For some the new society being ushered in by the new informational capitalism is frequently accompanied by a utopian vision of the limitless possibilities of the future. Stonier, for example argues that the post-industrial information society will be “peaceful and democratic … an era of plenty” (Kumar, 1995, p. 14). The new technologies offer the promise of participatory democracy and the ability to solve problems, rising above the struggle against material reality to achieve, what Masuda terms a “computopia” (Kumar, 1995, p. 15). As Fuchs notes, these views are “uncritical and affirmative” not because they mischaracterise the centrality of information and knowledge labour, but because they fail to correctly identify the continuities in class power and dominance (Fuchs, 2009, p. 388). For Fuchs networks are not inherently non-hierarchic or democratic as many argue, they can be asymmetrical in their reflection of the power relations within society. Some hubs within the network are more powerful than others, and the network itself bypasses many areas of the globe – a case in point being the often unequal access to ICTs (Fuchs, 2009, p. 395).
Much of the current educational debate is framed by the perceived need to restructure the educational system in such a way as to provide the skills needed by the new knowledge-workers, and this is often cast in the rhetoric of critical thinking skills, but we need to be ever-mindful that it is a dualistic system which perpetuates inequalities and seeks to limit debate as much as it promises creativity.
For Jean-François Lyotard the principle feature of the post-modernist world is the demise of the great meta-narratives and teleological explanations of the previous age such as the notion of progress, the Enlightenment or Marxism’s inevitable march towards Socialism (Webster, 2006, p. 231). The growing importance of symbolic production within the post-industrial world leads to a multiplicity of relativist positions, and the lack of a grand structure. For Jean Baudrillard, for example, the very proliferation of signs in the modern world robs us of a sense of being in touch with reality (Webster, 2006, p. 256). This presents a world less certain of its direction and less confident in its own ability to find solutions to the multiple problems we face. Gunther Kress describes our times as being characterized by “radical instability” (Kress, 2000, p. 134), requiring a new pedagogy to prepare people for such an age. In a world based on consumption, in a world where commodities are constituted as signs, meaning is no longer confined to texts in the old sense, and Kress, and the New London Group argue for a multiliteracies approach to education. This places digital an new media technologies at the centre of the educational debate.
For Stevan Harnad, furthermore, what characterises contemporary society most is nothing less than a cognitive revolution which he sees as being born: a revolution based on the new digital technologies and the networking of knowledge that this enables [i] (Harnad, 1991). His vision is one replete with promise and points to the liberatory potential within the new educational discourse. The new “skywriting” represents a cognitive advance and to ignore the potential inherent in the utopian visionaries is to surrender to the neo-liberal agenda. Education, schools, educational technology itself is a site of struggle. Castells argues that the Internet possesses “embedded properties of interactivity and individualisation” (Webster, 2006, p. 106)allowing for people to form electronic networked communities which provide a space within which to challenge the hegemony of the neo-liberal agenda. Antonio Gramsci noted the way in which knowledge is used to reinforce hegemonic power and the importance of conducting counter-hegemonic struggles (Bates, 1975), and it is in this sense that the New London Group argues for a focus on critical literacy within the curriculum.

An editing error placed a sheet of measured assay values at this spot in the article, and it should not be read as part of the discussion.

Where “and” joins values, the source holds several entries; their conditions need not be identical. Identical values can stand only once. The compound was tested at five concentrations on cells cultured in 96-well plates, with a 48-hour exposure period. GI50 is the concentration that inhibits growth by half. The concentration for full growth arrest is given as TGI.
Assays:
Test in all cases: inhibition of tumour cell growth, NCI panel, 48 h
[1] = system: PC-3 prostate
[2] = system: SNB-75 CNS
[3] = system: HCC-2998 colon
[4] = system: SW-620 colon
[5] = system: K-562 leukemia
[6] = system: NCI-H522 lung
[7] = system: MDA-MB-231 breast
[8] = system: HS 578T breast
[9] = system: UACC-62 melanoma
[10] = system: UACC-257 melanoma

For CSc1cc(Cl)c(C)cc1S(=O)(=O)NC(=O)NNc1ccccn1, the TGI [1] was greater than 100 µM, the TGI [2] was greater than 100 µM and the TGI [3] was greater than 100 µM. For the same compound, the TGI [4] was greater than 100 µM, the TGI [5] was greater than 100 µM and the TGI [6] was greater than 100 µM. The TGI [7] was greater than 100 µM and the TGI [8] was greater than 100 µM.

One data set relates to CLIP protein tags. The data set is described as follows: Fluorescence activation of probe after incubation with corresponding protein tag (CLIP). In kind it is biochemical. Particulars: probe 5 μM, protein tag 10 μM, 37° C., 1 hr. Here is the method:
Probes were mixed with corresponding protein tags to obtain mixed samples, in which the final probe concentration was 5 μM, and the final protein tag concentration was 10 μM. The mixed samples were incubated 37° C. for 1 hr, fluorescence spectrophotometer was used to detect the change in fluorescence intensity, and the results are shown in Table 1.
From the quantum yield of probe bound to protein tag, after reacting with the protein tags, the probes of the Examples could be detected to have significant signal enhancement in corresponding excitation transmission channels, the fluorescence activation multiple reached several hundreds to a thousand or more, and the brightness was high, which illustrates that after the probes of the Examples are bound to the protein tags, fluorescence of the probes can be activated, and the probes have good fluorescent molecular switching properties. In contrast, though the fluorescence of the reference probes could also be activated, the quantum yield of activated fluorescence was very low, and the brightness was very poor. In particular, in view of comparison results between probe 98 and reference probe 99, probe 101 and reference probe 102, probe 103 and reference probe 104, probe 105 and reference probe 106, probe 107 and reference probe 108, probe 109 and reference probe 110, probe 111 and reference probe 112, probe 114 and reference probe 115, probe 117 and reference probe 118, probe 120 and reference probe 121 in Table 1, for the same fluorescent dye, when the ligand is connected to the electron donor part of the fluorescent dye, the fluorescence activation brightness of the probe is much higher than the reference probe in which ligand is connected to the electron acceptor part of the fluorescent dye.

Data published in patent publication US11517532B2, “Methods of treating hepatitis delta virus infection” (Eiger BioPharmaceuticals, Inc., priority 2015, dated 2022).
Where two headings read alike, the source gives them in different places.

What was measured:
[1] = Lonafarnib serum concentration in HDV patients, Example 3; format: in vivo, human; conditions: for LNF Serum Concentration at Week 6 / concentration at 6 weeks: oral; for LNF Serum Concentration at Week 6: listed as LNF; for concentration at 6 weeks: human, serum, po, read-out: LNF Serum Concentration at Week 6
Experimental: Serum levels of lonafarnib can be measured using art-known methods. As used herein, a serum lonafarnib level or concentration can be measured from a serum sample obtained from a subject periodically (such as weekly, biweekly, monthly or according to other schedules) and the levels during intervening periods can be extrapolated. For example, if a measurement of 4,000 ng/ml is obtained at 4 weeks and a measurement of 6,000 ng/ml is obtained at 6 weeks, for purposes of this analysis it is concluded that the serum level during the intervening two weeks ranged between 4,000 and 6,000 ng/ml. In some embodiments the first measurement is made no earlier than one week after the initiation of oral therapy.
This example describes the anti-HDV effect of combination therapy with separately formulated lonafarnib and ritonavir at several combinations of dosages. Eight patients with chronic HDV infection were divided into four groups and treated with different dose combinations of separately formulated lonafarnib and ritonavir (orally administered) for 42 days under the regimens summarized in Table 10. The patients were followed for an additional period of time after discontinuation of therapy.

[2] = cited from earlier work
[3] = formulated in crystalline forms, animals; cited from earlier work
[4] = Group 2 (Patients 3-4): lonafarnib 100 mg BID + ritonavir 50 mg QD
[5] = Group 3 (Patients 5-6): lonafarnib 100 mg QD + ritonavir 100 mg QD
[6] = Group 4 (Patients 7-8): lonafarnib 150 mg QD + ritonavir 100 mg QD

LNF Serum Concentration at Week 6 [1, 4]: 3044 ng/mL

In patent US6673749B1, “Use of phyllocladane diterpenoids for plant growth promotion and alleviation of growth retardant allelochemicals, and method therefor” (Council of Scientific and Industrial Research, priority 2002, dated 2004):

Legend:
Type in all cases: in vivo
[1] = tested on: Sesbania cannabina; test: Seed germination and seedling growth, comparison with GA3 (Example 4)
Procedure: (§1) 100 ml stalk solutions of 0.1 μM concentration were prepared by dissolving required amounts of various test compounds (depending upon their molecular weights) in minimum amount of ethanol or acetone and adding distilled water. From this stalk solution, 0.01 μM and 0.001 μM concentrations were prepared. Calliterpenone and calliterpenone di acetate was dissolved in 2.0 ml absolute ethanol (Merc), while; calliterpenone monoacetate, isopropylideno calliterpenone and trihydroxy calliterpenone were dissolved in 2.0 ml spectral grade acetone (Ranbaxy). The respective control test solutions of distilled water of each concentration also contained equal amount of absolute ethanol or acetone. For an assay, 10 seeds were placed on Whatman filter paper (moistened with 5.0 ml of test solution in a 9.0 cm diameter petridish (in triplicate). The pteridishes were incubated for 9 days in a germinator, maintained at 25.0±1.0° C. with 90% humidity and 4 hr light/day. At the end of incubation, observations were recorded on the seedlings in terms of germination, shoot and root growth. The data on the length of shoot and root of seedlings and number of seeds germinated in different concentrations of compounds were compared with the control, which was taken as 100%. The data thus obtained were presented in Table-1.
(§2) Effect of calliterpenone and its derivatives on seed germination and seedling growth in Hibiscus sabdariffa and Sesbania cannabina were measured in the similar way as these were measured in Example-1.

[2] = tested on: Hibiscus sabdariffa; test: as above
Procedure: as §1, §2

Andrew Feenberg, for example, in examining the struggles between a vision of online education based on automation and deskilling of academics and attempts by faculty to re-instate human mediation (Feenberg, 2005, p. 61) is indicative of the kinds of struggles over educational technology through which the nature of contemporary society is being contested. While we may feel that the overwhelming power of global transnational informational capitalism allows for limited manoueuvre by human agency, but, as Kumar suggests, “(o)ptimists are as plausible as pessimists” (Kumar, 1995, p. 24) and it is too early to tell. Teachers have the crucial advantage of being on site and of having at their disposal a discourse which stresses critical thinking and creativity.
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[i]Harnad’s argument is that the new technologies allow for a bringing together of the immediacy of oral communication (the first revolution) and the reflective power of writing (the second revolution) in a form which allows for interactivity and reflection at the same time, and constitutes not just a quantitative change as was experienced with the advent of the printing press (the third revolution), but something qualitatively different (the fourth revolution).